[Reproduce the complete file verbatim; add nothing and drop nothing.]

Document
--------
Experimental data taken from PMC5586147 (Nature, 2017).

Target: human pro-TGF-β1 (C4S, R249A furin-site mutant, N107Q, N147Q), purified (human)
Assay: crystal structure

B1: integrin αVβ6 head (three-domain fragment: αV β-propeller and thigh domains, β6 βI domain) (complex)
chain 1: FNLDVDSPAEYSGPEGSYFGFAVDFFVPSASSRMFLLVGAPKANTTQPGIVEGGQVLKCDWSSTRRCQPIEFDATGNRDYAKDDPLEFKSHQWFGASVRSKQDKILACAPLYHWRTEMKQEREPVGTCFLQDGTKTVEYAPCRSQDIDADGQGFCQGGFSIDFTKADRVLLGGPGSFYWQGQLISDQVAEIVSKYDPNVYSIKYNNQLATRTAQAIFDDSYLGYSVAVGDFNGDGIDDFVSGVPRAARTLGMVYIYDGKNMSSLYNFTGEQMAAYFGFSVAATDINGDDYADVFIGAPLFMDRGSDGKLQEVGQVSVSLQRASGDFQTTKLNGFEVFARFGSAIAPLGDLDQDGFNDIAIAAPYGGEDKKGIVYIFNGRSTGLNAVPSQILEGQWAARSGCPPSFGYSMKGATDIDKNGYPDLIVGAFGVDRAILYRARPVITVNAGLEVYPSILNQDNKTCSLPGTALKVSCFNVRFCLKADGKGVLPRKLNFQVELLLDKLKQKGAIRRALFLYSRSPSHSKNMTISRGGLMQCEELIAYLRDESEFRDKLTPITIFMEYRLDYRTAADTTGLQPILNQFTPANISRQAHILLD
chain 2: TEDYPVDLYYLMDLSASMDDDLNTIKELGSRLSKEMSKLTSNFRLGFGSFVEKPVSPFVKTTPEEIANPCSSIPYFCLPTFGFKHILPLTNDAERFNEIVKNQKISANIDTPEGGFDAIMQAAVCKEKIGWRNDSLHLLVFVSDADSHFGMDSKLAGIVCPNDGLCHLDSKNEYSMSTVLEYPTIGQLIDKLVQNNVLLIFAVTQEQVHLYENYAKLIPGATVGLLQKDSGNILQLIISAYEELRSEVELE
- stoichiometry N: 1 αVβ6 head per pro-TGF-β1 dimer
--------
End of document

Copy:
Experimental data taken from PMC5586147 (Nature, 2017).

Target: human pro-TGF-β1 (C4S, R249A furin-site mutant, N107Q, N147Q), purified (human)
Assay: crystal structure

B1: integrin αVβ6 head (three-domain fragment: αV β-propeller and thigh domains, β6 βI domain) (complex)
chain 1: FNLDVDSPAEYSGPEGSYFGFAVDFFVPSASSRMFLLVGAPKANTTQPGIVEGGQVLKCDWSSTRRCQPIEFDATGNRDYAKDDPLEFKSHQWFGASVRSKQDKILACAPLYHWRTEMKQEREPVGTCFLQDGTKTVEYAPCRSQDIDADGQGFCQGGFSIDFTKADRVLLGGPGSFYWQGQLISDQVAEIVSKYDPNVYSIKYNNQLATRTAQAIFDDSYLGYSVAVGDFNGDGIDDFVSGVPRAARTLGMVYIYDGKNMSSLYNFTGEQMAAYFGFSVAATDINGDDYADVFIGAPLFMDRGSDGKLQEVGQVSVSLQRASGDFQTTKLNGFEVFARFGSAIAPLGDLDQDGFNDIAIAAPYGGEDKKGIVYIFNGRSTGLNAVPSQILEGQWAARSGCPPSFGYSMKGATDIDKNGYPDLIVGAFGVDRAILYRARPVITVNAGLEVYPSILNQDNKTCSLPGTALKVSCFNVRFCLKADGKGVLPRKLNFQVELLLDKLKQKGAIRRALFLYSRSPSHSKNMTISRGGLMQCEELIAYLRDESEFRDKLTPITIFMEYRLDYRTAADTTGLQPILNQFTPANISRQAHILLD
chain 2: TEDYPVDLYYLMDLSASMDDDLNTIKELGSRLSKEMSKLTSNFRLGFGSFVEKPVSPFVKTTPEEIANPCSSIPYFCLPTFGFKHILPLTNDAERFNEIVKNQKISANIDTPEGGFDAIMQAAVCKEKIGWRNDSLHLLVFVSDADSHFGMDSKLAGIVCPNDGLCHLDSKNEYSMSTVLEYPTIGQLIDKLVQNNVLLIFAVTQEQVHLYENYAKLIPGATVGLLQKDSGNILQLIISAYEELRSEVELE
- stoichiometry N: 1 αVβ6 head per pro-TGF-β1 dimer